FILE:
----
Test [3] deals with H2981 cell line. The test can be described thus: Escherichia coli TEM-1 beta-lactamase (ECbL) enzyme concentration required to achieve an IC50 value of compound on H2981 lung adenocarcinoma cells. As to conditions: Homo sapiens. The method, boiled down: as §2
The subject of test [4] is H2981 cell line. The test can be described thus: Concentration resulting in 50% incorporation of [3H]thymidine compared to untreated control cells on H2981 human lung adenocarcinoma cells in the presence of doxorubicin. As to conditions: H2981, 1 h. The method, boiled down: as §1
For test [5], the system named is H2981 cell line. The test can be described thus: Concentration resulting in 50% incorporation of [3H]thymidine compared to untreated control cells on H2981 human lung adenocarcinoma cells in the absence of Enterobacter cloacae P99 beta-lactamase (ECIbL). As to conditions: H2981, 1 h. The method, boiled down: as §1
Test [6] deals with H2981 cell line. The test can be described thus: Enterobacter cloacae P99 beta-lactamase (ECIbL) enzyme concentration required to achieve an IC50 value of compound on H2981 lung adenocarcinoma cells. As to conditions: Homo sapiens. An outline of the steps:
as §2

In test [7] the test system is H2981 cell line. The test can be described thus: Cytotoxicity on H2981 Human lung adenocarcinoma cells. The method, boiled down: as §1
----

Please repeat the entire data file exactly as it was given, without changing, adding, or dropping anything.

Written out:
Test [3] deals with H2981 cell line. The test can be described thus: Escherichia coli TEM-1 beta-lactamase (ECbL) enzyme concentration required to achieve an IC50 value of compound on H2981 lung adenocarcinoma cells. As to conditions: Homo sapiens. The method, boiled down: as §2
The subject of test [4] is H2981 cell line. The test can be described thus: Concentration resulting in 50% incorporation of [3H]thymidine compared to untreated control cells on H2981 human lung adenocarcinoma cells in the presence of doxorubicin. As to conditions: H2981, 1 h. The method, boiled down: as §1
For test [5], the system named is H2981 cell line. The test can be described thus: Concentration resulting in 50% incorporation of [3H]thymidine compared to untreated control cells on H2981 human lung adenocarcinoma cells in the absence of Enterobacter cloacae P99 beta-lactamase (ECIbL). As to conditions: H2981, 1 h. The method, boiled down: as §1
Test [6] deals with H2981 cell line. The test can be described thus: Enterobacter cloacae P99 beta-lactamase (ECIbL) enzyme concentration required to achieve an IC50 value of compound on H2981 lung adenocarcinoma cells. As to conditions: Homo sapiens. An outline of the steps:
as §2

In test [7] the test system is H2981 cell line. The test can be described thus: Cytotoxicity on H2981 Human lung adenocarcinoma cells. The method, boiled down: as §1